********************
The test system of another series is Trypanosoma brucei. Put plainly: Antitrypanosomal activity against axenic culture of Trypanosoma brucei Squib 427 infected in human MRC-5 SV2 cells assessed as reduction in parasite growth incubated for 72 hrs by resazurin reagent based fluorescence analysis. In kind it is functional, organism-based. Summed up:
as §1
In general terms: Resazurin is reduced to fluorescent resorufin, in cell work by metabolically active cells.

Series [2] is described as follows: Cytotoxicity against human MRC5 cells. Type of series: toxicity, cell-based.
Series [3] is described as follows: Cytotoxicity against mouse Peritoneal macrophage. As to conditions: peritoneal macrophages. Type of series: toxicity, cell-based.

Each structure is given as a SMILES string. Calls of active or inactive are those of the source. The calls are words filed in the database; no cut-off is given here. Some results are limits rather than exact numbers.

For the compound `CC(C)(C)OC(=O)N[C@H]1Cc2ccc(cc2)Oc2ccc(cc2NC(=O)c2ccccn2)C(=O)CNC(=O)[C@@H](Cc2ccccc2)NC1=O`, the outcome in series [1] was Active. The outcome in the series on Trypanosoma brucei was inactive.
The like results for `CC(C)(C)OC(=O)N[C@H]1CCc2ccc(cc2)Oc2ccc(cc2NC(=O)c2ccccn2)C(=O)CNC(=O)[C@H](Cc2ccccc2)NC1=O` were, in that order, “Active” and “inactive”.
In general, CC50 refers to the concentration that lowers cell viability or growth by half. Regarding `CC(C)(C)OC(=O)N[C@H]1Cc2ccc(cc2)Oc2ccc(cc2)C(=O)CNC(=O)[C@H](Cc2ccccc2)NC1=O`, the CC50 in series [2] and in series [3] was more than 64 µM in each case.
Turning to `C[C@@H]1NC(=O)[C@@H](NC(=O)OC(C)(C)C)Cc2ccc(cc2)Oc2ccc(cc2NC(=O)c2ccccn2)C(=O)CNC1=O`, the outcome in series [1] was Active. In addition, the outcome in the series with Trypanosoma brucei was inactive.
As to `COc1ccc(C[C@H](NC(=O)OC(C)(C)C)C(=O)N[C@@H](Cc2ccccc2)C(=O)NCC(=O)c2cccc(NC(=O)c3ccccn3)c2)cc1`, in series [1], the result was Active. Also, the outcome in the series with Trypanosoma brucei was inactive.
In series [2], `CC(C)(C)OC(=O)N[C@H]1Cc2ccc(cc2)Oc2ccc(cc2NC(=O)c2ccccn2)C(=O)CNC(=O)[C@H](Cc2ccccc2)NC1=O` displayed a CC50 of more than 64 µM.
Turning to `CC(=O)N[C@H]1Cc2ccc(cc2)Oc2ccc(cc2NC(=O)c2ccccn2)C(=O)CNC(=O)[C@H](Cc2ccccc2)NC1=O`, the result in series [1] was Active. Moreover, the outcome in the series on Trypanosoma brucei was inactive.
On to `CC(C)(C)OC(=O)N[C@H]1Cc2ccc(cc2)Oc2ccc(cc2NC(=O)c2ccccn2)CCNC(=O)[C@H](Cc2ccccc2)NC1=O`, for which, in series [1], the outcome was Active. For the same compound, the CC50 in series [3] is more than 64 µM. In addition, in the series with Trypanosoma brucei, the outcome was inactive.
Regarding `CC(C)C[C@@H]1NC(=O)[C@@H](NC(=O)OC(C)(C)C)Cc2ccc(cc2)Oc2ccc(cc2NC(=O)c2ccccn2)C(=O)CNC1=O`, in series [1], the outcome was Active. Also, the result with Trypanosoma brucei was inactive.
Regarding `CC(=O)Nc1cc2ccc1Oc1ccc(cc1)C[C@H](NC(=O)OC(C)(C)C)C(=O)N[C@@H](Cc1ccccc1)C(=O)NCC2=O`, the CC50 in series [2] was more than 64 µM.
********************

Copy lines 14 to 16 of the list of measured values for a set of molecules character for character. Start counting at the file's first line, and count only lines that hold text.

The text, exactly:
On to `CC(C)(C)OC(=O)N[C@H]1Cc2ccc(cc2)Oc2ccc(cc2NC(=O)c2ccccn2)CCNC(=O)[C@H](Cc2ccccc2)NC1=O`, for which, in series [1], the outcome was Active. For the same compound, the CC50 in series [3] is more than 64 µM. In addition, in the series with Trypanosoma brucei, the outcome was inactive.
Regarding `CC(C)C[C@@H]1NC(=O)[C@@H](NC(=O)OC(C)(C)C)Cc2ccc(cc2)Oc2ccc(cc2NC(=O)c2ccccn2)C(=O)CNC1=O`, in series [1], the outcome was Active. Also, the result with Trypanosoma brucei was inactive.
Regarding `CC(=O)Nc1cc2ccc1Oc1ccc(cc1)C[C@H](NC(=O)OC(C)(C)C)C(=O)N[C@@H](Cc1ccccc1)C(=O)NCC2=O`, the CC50 in series [2] was more than 64 µM.